Saturday, December 02, 2017 by Michelle Simmons
Fenthion, previously known as DMTP, is a contact and stomach organophosphate insecticide that is used to control a lot of sucking, biting pests, especially fruit flies, stem borers, mosquitoes, and Eurygaster cereal bugs. Like all other organophosphate insecticides, it works by targeting the nervous system of the pests and inhibiting acetylcholinesterase or AchE, an enzyme that hydrolyzes acetylcholine. Acetylcholine is a molecule that transmits nervous signals from nerves to muscles and between neurons in the brain.
This insecticide is considered as a moderately toxic compound and is classified by the U.S. Environmental Protection Agency (EPA) as a Restricted Use Pesticide (RUP) because it needs special handling warranted by its toxicity. Fenthion is sold in different formulations, such as in dust, emulsifiable concentrate, granular, liquid concentrate, spray concentrate, ULV, and wettable powder. Fenthion has the molecular formula of C10H15O3PS2.
The chemical can be absorbed by the body through the exposure routes, such as inhalation, ingestion, skin contact, and eye contact. Moreover, prolonged or repeated exposure to fenthion may be detrimental to body organs. Similar to other organophosphate chemicals, fenthion poisoning may cause excessive salivation, sweating, rhinorrhea, tearing, muscle twitching, weakness, tremor, incoordination, headache, dizziness, nausea, vomiting, abdominal cramps, diarrhea, respiratory depression, tightness in chest, wheezing, productive cough, fluid in lungs, and pin-point pupils, oftentimes with blurred or dark vision. In extreme situations, it can cause seizures, incontinence, respiratory depression, and loss of consciousness.
For it’s environmental side effects, fenthion is moderately toxic to mammals and extremely toxic to birds. In addition, it is extremely toxic to the aquatic environment.
There are several body systems that fenthion can adversely affect. These include the exocrine system because it causes salivation, excessive secretion of tears or lacrimation, and sudoration or excessive sweating. It also include the ocular system as it causes miosis and uncontrolled eye movements. Moreover, it affects the digestive system because it causes nausea, vomit, diarrhea, tenesmus, and fecal incontinence. The cardiovascular system is also affected because it causes bradycardia or low heart rate and low blood pressure. It also affects the respiratory system as it results to bronchoconstriction, bronchospasms, cough, low breathing rate, and shortness of breath. In addition, it negatively affects the urinary system as it causes frequent urination. Fenthion also adversely affects the nervous system, particularly the central nervous system. It may cause lethargy, fatigue, trembling, spasms, and coma with respiratory paralysis. Another body system that fenthion can negatively affect is the integumentary system as it may cause irritation on the skin.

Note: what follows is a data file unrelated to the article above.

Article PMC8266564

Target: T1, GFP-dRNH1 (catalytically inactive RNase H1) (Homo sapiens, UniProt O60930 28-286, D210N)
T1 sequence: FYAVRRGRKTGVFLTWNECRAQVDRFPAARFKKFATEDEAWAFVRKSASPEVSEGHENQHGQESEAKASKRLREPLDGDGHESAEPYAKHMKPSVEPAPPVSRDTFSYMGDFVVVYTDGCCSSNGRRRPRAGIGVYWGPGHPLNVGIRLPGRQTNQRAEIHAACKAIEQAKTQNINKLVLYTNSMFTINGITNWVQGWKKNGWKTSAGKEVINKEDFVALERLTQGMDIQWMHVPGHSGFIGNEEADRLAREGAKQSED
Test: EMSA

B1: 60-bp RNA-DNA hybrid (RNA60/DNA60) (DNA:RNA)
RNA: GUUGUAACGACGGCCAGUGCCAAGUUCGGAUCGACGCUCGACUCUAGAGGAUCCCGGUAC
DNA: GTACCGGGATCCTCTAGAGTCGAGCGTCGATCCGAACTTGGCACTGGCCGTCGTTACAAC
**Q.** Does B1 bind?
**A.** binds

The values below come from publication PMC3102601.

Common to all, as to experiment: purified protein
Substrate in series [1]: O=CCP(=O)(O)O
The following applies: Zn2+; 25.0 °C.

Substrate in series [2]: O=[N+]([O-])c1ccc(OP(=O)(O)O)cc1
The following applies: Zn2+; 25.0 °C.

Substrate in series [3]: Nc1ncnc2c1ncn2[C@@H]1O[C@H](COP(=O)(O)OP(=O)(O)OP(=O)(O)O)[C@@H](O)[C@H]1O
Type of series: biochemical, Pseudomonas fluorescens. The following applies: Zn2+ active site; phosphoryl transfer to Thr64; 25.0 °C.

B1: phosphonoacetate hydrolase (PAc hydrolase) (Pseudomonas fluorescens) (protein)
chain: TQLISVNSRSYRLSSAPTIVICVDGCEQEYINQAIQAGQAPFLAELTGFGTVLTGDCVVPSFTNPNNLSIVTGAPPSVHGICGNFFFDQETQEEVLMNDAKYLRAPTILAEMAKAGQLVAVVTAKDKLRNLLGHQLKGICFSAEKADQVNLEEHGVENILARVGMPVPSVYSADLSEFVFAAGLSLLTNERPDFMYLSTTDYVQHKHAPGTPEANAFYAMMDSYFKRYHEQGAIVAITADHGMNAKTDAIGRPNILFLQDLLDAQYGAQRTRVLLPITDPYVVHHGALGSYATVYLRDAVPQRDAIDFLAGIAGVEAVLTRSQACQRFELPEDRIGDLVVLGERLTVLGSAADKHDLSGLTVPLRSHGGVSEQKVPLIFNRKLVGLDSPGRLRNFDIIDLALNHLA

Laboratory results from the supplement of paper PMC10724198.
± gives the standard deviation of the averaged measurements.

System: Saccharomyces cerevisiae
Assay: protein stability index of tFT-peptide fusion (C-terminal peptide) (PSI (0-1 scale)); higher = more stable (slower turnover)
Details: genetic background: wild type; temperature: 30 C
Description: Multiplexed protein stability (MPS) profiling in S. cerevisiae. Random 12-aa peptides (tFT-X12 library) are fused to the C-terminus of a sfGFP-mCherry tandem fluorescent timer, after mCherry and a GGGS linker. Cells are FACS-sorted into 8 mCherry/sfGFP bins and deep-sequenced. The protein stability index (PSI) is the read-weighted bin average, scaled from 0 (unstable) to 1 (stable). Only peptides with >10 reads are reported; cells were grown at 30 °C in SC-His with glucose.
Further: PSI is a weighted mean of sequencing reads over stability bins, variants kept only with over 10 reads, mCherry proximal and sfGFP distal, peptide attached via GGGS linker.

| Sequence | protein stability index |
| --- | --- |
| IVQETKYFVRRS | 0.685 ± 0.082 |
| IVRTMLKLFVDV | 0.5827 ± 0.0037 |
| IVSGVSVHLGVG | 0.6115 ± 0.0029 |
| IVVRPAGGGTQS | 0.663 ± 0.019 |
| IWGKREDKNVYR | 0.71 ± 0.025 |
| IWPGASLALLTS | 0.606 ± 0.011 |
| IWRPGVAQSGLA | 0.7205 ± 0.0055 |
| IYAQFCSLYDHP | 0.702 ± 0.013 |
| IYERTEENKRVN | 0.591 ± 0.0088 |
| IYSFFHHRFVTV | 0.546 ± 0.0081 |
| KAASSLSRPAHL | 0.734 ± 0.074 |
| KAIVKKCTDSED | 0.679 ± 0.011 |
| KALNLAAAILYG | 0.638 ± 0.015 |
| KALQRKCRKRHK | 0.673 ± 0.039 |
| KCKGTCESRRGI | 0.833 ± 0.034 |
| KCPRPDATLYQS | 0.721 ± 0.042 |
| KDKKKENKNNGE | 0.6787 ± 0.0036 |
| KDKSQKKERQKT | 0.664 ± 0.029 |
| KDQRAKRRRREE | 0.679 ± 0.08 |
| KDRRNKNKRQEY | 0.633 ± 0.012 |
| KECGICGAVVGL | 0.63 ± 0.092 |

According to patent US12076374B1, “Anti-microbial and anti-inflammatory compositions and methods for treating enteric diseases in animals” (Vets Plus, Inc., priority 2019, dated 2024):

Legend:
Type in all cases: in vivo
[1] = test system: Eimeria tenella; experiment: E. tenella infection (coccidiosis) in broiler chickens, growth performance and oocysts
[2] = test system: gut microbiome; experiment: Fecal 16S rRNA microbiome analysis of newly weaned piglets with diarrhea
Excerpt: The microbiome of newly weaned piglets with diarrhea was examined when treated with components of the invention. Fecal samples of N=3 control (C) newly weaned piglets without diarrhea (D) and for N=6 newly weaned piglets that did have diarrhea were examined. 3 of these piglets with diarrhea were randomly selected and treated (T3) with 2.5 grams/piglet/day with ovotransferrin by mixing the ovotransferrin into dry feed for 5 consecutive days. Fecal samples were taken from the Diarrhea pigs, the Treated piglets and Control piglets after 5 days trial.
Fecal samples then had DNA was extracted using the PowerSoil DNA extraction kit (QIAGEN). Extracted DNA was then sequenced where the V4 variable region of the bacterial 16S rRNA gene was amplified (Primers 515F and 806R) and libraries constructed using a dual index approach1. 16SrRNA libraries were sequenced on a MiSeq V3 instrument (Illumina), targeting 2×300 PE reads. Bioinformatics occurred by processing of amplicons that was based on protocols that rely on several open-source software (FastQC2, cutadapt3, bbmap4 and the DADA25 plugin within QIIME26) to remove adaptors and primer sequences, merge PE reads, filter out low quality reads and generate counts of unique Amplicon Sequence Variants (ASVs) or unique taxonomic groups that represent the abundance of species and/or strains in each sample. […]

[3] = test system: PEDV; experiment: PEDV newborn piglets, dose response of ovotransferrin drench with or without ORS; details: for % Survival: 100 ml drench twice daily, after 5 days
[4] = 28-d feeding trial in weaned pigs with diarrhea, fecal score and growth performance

Some of the products that can contain fenthion are sold under the trade names of Bay 29493, Baycid, Baytex, Dalf, DMTP, Entex, Lebaycid, Mercaptophos, Prentox Fenthion 4E, Queletox, S 1752, Spotton, Talodex, and Tiguvon.
There are several ways on how to protect oneself from fenthion exposure, especially for workers who handle the chemical. One of these ways is to have a proper ventilation or local exhaust in the workplace and a breathing protection are needed in order to avoid breathing in the chemical. To avoid contact with the skin, wear protective gloves and protective clothing that are impermeable and resistant to the product. Since it can also be harmful to the eyes, it is advised to wear a face shield or an eye protection together with breathing protection in order to avoid it getting in contact with the eyes. Lastly, to avoid ingesting the chemical, refrain from eating, drinking, or smoking during work. It is also important to wash hands before eating and at the end of the work.
Fenthion is an organophosphate insecticide that is used to control a lot of sucking, biting pests, especially fruit flies, stem borers, mosquitoes, and Eurygaster cereal bugs. It works as an acetylcholinesterase inhibitor.
Fenthion may cause excessive salivation, sweating, rhinorrhea, tearing, muscle twitching, weakness, tremor, incoordination, headache, dizziness, nausea, vomiting, abdominal cramps, diarrhea, respiratory depression, tightness in chest, wheezing, productive cough, fluid in lungs, and pin-point pupils, oftentimes with blurred or dark vision.
Fenthion can lead to seizures, incontinence, respiratory depression, and loss of consciousness in severe cases.
Fenthion is toxic to mammals, birds, and the aquatic environment.
Fenthion can affect the exocrine, ocular, digestive, respiratory, cardiovascular, nervous, and integumentary systems.
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